Robin Williams recent death is sad. Especially sad is that it appears to have been a suicide. Matt Walsh wrote a blog on the reaction that people are having to this. I wanted to write this as a comment on his blog, but thought it might be better here.
Thank you for your post. I want so badly to agree with you. I want what you are saying to be the end of the discussion on depression. But I can’t get there.
As far as I’m aware, I have never suffered from clinical depression. I have had periods in which I was sad or down. But I’ve never looked at the world the way that the depressed people in my life describe it. Yes life is hard, but the moments of joy are so much better than the moments of agony that it’s not even close. Yes, there are bad people in the world who attempt to impose themselves on me, but I can walk away. I am very much one of those people who "just doesn’t get it". I don’t get how people who are depressed can’t see that their attitudes are also a choice. I don’t get how they’re capable of forgetting all the wonderful things in their lives and remembering only the pain. That seems to me like a choice too. So I don’t get it.
But I do know what it’s like to be influenced by brain chemistry that completely changes my decision making process. I consume alcohol. And I have, on occasion, been drunk. Reflecting on my decisions afterwards, it is amazing to me how the presence of that chemical completely changes how I see and value events and people in my life. I am not in complete control of my full faculties when that happens and only afterwards, when my entire brain is available to me, does the stupidity of my decisions suddenly become obvious.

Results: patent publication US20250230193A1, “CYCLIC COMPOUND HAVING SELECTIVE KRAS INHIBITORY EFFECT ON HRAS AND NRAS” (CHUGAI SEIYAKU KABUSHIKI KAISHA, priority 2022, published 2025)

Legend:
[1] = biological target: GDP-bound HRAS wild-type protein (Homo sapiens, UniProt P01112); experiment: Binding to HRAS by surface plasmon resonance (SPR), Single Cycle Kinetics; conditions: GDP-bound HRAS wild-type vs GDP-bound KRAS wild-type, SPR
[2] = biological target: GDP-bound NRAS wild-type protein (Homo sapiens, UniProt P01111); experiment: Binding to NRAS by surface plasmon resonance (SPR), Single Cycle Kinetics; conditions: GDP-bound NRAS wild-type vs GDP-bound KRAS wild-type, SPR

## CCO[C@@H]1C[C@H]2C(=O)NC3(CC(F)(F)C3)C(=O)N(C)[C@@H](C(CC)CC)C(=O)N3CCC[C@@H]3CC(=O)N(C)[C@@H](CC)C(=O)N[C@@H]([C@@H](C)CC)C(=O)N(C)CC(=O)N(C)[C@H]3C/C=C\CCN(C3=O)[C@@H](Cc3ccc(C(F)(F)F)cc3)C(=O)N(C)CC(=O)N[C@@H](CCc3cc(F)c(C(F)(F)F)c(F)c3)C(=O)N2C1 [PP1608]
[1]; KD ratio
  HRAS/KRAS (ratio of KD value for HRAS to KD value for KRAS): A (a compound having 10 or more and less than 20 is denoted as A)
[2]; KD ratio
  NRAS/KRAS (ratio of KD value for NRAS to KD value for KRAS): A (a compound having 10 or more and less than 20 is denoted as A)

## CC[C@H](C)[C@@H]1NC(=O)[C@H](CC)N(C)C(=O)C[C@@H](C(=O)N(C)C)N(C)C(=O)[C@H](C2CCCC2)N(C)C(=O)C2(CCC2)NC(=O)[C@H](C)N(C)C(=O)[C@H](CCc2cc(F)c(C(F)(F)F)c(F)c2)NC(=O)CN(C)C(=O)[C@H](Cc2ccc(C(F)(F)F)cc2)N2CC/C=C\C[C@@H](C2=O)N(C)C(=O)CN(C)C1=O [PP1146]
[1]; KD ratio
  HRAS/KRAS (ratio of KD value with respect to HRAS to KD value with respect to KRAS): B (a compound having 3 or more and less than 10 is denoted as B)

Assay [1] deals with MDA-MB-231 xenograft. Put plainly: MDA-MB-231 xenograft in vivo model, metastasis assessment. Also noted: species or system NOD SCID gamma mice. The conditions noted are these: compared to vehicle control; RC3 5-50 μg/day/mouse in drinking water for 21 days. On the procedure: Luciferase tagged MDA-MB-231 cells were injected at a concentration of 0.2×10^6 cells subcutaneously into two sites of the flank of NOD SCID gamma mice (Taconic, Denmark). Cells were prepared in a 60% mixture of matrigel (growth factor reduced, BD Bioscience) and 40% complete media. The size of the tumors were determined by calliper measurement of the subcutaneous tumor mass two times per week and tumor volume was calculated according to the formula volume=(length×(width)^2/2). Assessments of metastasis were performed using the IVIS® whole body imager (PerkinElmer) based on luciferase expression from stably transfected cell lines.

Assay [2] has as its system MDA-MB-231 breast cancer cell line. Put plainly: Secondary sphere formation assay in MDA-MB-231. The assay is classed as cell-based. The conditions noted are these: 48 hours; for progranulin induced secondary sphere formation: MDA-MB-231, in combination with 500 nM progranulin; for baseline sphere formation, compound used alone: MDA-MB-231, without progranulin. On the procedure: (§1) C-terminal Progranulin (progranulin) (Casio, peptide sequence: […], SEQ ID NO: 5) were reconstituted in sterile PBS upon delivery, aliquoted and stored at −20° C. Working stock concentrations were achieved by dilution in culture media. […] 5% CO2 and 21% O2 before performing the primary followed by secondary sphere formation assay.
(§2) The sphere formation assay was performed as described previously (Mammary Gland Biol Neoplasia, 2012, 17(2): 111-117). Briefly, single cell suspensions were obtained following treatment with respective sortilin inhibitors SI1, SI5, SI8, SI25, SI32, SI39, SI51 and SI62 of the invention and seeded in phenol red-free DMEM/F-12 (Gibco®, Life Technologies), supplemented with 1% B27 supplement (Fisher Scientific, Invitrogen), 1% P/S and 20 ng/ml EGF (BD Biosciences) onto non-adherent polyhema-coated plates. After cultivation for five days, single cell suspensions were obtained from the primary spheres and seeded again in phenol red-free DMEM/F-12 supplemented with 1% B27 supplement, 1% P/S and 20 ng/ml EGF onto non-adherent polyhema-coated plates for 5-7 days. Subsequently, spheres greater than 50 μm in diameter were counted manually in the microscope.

But one need not drink to have this experience. I have learned to forgive the decisions that I make while dreaming. In my dreams I have been a womanizer and a murderer. I’ve even been a woman trying to seduce my husband. Does these dreams mean that I am a womanizer while awake, or a murder, or attracted to men? I don’t think so. I think these are mostly random roles playing out while a significant portion of my mental faculties are not available. So I give myself permission to ignore the decisions I made in the dream.
And then I think of the movie “A Beautiful Mind”. If I were seeing and hearing people who weren’t actually there, how could I tell the difference? If I really believed that some figment of my mind was an actual person chasing me with a knife, would my running and screaming for help be something I “chose”?
Yes, we are both spiritual and physical beings. But when a critical part of our what allows us to make decisions is unavailable, it’s hard to call what happens a decision. At least not a fully informed and reasoned decision.
I look forward to the time when my depressed family members get their new bodies as promised in 2 Cor 5:1-5. I look forward to a time when that body won’t be corrupted by the fragility of this body, and when that fragility won’t create adverse decision making. But until then it’s really hard for me to accept that depressed decisions are the same thing as rational decisions. I’m not sure that depressed people are any more in control than drunk people are. And apart from heaven, my only hope is that humanity figures out (through medicine) how to resolve the brain chemistry imbalance that seems to be at the heart of this awful disease.